Responses

  1. Kara Warme says:

    This makes me think back to many fabulous walks with your wife to the Dish at Stanford. Something about the combination of fresh air, physical challenge, beautiful scenery, and great company enabled us to open up and learn about ourselves and each other in ways we couldn’t accomplish in a coffee shop (although we tried that a lot too!)

    • Nate Klemp says:

      Kara,
      Yes, I can’t imagine a better place to try out Thoreau’s practice that “the dish.” I remember so many nights, mornings, and afternoons spent strolling through those trails. In the craziness of late 1990s Silicon Valley, “the dish” became an almost sacred place for me.

  2. Erin says:

    First off, I love this site and am so glad you are doing this. Although I have not done each experiment for the full week, I have at least tried to do part of the experiments at least once or twice in a week. I walk home everyday from work and thought I might be able to just challenge myself this week to be in the present for the entire walk home (about 30 minutes). I have discovered this to be a much harder task to do than I initially thought. I think I can remain focused for about 3-5 minutes before I find that my mind has wandered off. I will keep trying each day though.

    • Nate Klemp says:

      Erin,
      I hear you! I have often experimented with similar practices and have come to a similar conclusion — that staying present is possible, but really hard. As I’ve explored this form of walking throughout the week, I’ve noticed that time plays an important factor. During the first 20 to 30 minutes, it feels like my body is walking but my mind is still busy thinking about work I need to do or people I need to email. But the longer I walk — particularly in nature — the more I start to drop to a level of awareness beneath thought. That’s the level of awareness that Thoreau calls “the wild” and, once I’m there, it’s a really fantastic experience.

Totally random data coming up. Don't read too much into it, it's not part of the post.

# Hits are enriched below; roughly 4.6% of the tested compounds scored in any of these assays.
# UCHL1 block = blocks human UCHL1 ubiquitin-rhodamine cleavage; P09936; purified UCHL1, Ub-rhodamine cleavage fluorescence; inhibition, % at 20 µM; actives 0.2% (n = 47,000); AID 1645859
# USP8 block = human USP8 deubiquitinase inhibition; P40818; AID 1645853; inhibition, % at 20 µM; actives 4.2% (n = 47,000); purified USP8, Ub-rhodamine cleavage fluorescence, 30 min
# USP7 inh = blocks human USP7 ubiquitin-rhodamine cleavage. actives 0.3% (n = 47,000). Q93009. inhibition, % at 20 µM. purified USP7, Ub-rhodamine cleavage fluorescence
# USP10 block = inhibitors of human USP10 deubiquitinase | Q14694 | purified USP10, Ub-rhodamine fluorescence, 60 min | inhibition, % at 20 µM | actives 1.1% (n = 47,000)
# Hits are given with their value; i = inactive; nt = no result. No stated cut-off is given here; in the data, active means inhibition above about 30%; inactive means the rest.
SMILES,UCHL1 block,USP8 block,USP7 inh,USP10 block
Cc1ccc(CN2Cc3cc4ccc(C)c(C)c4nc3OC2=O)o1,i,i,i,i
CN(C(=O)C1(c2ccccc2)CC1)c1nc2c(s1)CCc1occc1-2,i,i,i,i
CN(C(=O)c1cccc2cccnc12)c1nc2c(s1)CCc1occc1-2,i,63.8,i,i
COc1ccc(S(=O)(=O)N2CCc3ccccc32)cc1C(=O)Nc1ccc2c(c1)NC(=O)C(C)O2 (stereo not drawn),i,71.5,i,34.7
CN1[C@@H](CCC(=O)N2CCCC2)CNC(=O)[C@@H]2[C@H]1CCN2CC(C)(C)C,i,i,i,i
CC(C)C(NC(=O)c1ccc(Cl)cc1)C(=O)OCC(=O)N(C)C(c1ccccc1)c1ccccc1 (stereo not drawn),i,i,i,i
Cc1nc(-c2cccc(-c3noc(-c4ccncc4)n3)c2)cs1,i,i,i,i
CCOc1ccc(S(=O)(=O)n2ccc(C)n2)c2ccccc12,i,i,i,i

Thanks for your thoughts!

  3. Niles G. Jeran says:

    This a very compelling experiment. Walking is a therapeutic and transcending act in which an individual can learn and gain much. Especially in a world as fast paced as today, walking is an essential tool to slow us down, to sharpen our senses, and observe the obscurities of our surroundings that are typically missed.

    For me, walking is a time of reflection, especially when “sauntering” through the wilderness. I find myself thinking, dreaming, and asking questions about myself and life that I otherwise would never have time to ponder.

    The most essential aspect to this weeks experiments is that we apply the Thoreau’s extreme ideas to our walking. Walking is a everyday activity that for most people cannot be avoided, so it is essential our “walking” this week be out of the ordinary and stray from our typical routine. And while walking, ask yourself about why you are taking the time to do so? what do you see? do things appear different? how so? these are all questions that give reason to why Thoreau calls walking spiritual, it is a time to focus and meditate on aspects of life that most never uncover.

    • Nate Klemp says:

      Hey Niles,

      This is great stuff! I like how you related this experiment to the William James experiment. Your idea that the best walking happens when we break out of habit reminds me a lot of James. And I think there’s really something to that idea. If we want to be present as we walk, if we want to fully drop in to the experience of walking, then I think you’re right––we have to make a conscious effort to draw our attention out of habitual thought patterns.

      Thanks for your thoughts!

  4. Lorraine Nichols says: